ENID, Okla. —
A credit card belonging to the Northern Oklahoma Development Authority was used to make purchases over the past year at a livestock supply store, a sports memorabilia website and other vendors that have little or nothing to do with the agency’s mission, according to NODA records.
Those were among nearly $25,000 in questionable purchases made while Jay States, a registered CPA and former accountant for NODA, acted as executive director in 2012 and 2013.
In late March, the agency’s attorney asked States to resign.
During the 13 months that States led the organization, a card assigned to him was used to buy several items from businesses NODA has no dealings with, the agency said in response to an Enid News & Eagle investigation of purchases made on behalf of NODA.
Nearly $544 worth of supplies were purchased from Supreme Show Supply, according to records kept by the agency. NODA confirmed that they have no business dealings with the business, which is a livestock show supplier out of Thomas.
Another charge on the account listed a $183.83 payment to “Foster Smith Mail Order,” which appears to be a merchant name assigned to the online veterinary supplies store Drs. Foster and Smith.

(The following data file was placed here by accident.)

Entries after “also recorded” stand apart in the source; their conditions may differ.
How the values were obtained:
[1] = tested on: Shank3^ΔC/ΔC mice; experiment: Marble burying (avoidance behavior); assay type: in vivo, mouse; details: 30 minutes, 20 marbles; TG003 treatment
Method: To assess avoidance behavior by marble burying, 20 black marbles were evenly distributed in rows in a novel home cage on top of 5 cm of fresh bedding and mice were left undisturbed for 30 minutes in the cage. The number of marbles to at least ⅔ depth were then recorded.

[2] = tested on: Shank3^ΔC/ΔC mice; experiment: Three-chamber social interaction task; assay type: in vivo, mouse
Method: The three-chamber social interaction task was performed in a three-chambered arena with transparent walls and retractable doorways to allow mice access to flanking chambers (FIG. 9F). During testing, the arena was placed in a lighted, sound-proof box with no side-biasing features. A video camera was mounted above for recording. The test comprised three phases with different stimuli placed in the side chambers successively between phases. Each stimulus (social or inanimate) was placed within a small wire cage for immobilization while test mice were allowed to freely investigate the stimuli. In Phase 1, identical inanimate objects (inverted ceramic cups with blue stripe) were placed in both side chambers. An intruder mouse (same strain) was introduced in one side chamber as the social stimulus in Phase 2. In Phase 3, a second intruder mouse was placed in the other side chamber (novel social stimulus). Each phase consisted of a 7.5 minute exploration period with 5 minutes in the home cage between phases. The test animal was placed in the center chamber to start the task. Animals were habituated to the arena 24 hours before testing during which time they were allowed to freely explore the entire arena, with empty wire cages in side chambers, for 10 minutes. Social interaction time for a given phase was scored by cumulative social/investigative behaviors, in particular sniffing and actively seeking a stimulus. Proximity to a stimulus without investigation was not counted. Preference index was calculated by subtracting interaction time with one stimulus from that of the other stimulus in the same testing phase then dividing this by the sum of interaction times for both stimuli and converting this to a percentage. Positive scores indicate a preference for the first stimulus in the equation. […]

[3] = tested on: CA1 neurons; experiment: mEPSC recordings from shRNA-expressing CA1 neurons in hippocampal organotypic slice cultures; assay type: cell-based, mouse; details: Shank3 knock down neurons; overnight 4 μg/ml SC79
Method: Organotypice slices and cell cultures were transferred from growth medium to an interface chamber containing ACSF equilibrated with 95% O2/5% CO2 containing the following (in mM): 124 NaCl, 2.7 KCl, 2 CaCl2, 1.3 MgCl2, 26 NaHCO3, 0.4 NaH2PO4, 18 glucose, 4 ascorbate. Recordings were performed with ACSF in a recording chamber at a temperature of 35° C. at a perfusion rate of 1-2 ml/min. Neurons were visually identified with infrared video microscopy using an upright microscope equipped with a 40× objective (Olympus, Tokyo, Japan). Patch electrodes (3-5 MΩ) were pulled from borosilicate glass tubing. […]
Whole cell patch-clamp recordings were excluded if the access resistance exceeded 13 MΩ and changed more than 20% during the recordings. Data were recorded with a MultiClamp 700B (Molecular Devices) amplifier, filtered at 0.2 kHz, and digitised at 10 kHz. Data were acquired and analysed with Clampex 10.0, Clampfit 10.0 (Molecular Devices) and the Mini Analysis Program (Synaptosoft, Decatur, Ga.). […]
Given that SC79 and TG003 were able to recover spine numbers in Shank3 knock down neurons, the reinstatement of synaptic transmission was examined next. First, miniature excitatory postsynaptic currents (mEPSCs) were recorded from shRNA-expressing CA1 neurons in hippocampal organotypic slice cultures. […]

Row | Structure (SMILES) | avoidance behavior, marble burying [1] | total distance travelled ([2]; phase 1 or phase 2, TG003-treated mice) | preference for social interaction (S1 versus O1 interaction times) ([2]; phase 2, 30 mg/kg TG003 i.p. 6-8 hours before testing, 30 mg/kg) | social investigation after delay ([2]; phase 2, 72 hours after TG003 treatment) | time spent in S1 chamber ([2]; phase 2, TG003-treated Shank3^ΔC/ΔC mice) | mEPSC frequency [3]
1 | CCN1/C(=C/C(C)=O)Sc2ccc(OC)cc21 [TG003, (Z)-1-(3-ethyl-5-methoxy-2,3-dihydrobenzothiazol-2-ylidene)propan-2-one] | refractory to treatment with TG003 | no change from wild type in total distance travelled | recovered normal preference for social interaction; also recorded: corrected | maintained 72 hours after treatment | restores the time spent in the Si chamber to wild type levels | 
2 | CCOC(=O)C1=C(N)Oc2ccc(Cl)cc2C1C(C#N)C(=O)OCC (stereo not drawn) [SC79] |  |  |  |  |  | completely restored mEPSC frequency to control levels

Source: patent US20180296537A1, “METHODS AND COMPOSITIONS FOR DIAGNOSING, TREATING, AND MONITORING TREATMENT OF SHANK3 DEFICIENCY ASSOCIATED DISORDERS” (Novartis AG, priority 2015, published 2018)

States is affiliated with Rockin’ S Lambs, which sells show lambs. Those wanting to buy an animal from Rockin’ S are directed to contact States, according to its website.
A transaction list for the NODA credit card assigned to States showed three separate purchases from StovesDirect.com, which offers stoves, fireplaces, chimneys, grills and furnaces.
Purchases made from StovesDirect.com totaled $547.13, records show.
Other charges that NODA claims no liability for include $400 to a sports memorabilia outlet, more than $500 to Redneck Trailer Supplies and $481.75 to Tejas Smokers, a Texas firm that supplies smokers and grilling equipment.
Then, on two occasions in September 2012, the card was used to pay $369 to debt collection agencies, according to the credit statement, and $150 was spent on what appears to be a teacher certification exam.
In all, States reimbursed $24,718.73 for charges the agency had questions about, NODA attorney Bryce Kennedy confirmed. NODA considers States to be “paid in full,” Kennedy said in an email.
States’ attorney, Doug Jackson, said Friday that most of the “questionable” charges were probably legitimate office-related purchases.
“There were probably, maybe 20 percent of them that he shouldn’t have done,” Jackson said.
States paid NODA back for anything they had doubts about, he added.
“I don’t think there’s one single thing they had a question on that he didn’t cover. And he’s told me that some of those were clearly company business, but he just wanted to get it behind him,” said Jackson. “As far as he’s concerned, this is a chapter of his life that’s over with and he’s moving on.”